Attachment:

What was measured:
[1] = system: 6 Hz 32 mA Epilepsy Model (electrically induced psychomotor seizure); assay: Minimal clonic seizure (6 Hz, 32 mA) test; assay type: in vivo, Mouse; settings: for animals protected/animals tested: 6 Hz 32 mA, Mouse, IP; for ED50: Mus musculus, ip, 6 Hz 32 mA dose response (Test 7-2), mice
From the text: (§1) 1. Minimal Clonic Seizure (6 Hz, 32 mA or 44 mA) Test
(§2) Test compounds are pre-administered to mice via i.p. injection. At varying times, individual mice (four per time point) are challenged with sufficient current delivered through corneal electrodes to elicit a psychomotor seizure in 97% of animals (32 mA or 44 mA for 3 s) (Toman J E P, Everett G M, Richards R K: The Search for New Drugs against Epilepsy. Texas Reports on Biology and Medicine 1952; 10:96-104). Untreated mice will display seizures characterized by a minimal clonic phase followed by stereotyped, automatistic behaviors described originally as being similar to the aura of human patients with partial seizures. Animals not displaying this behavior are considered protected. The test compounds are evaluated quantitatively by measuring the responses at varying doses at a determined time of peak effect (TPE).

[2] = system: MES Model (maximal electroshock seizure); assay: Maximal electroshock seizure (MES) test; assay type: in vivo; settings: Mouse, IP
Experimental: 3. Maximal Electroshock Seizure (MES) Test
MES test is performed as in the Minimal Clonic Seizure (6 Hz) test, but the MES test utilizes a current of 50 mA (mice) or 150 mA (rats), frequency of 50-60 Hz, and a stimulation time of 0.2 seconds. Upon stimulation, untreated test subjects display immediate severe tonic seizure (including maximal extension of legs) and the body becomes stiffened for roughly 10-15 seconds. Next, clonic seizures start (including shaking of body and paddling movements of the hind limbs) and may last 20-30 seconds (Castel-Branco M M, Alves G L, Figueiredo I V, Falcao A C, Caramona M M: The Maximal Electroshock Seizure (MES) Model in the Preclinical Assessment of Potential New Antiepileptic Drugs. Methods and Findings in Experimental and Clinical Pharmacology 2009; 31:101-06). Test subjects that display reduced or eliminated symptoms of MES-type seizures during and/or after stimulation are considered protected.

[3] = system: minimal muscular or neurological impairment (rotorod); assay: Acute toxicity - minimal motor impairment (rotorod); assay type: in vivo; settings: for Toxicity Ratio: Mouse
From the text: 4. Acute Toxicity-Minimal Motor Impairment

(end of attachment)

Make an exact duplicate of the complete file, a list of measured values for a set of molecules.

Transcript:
What was measured:
[1] = system: 6 Hz 32 mA Epilepsy Model (electrically induced psychomotor seizure); assay: Minimal clonic seizure (6 Hz, 32 mA) test; assay type: in vivo, Mouse; settings: for animals protected/animals tested: 6 Hz 32 mA, Mouse, IP; for ED50: Mus musculus, ip, 6 Hz 32 mA dose response (Test 7-2), mice
From the text: (§1) 1. Minimal Clonic Seizure (6 Hz, 32 mA or 44 mA) Test
(§2) Test compounds are pre-administered to mice via i.p. injection. At varying times, individual mice (four per time point) are challenged with sufficient current delivered through corneal electrodes to elicit a psychomotor seizure in 97% of animals (32 mA or 44 mA for 3 s) (Toman J E P, Everett G M, Richards R K: The Search for New Drugs against Epilepsy. Texas Reports on Biology and Medicine 1952; 10:96-104). Untreated mice will display seizures characterized by a minimal clonic phase followed by stereotyped, automatistic behaviors described originally as being similar to the aura of human patients with partial seizures. Animals not displaying this behavior are considered protected. The test compounds are evaluated quantitatively by measuring the responses at varying doses at a determined time of peak effect (TPE).

[2] = system: MES Model (maximal electroshock seizure); assay: Maximal electroshock seizure (MES) test; assay type: in vivo; settings: Mouse, IP
Experimental: 3. Maximal Electroshock Seizure (MES) Test
MES test is performed as in the Minimal Clonic Seizure (6 Hz) test, but the MES test utilizes a current of 50 mA (mice) or 150 mA (rats), frequency of 50-60 Hz, and a stimulation time of 0.2 seconds. Upon stimulation, untreated test subjects display immediate severe tonic seizure (including maximal extension of legs) and the body becomes stiffened for roughly 10-15 seconds. Next, clonic seizures start (including shaking of body and paddling movements of the hind limbs) and may last 20-30 seconds (Castel-Branco M M, Alves G L, Figueiredo I V, Falcao A C, Caramona M M: The Maximal Electroshock Seizure (MES) Model in the Preclinical Assessment of Potential New Antiepileptic Drugs. Methods and Findings in Experimental and Clinical Pharmacology 2009; 31:101-06). Test subjects that display reduced or eliminated symptoms of MES-type seizures during and/or after stimulation are considered protected.

[3] = system: minimal muscular or neurological impairment (rotorod); assay: Acute toxicity - minimal motor impairment (rotorod); assay type: in vivo; settings: for Toxicity Ratio: Mouse
From the text: 4. Acute Toxicity-Minimal Motor Impairment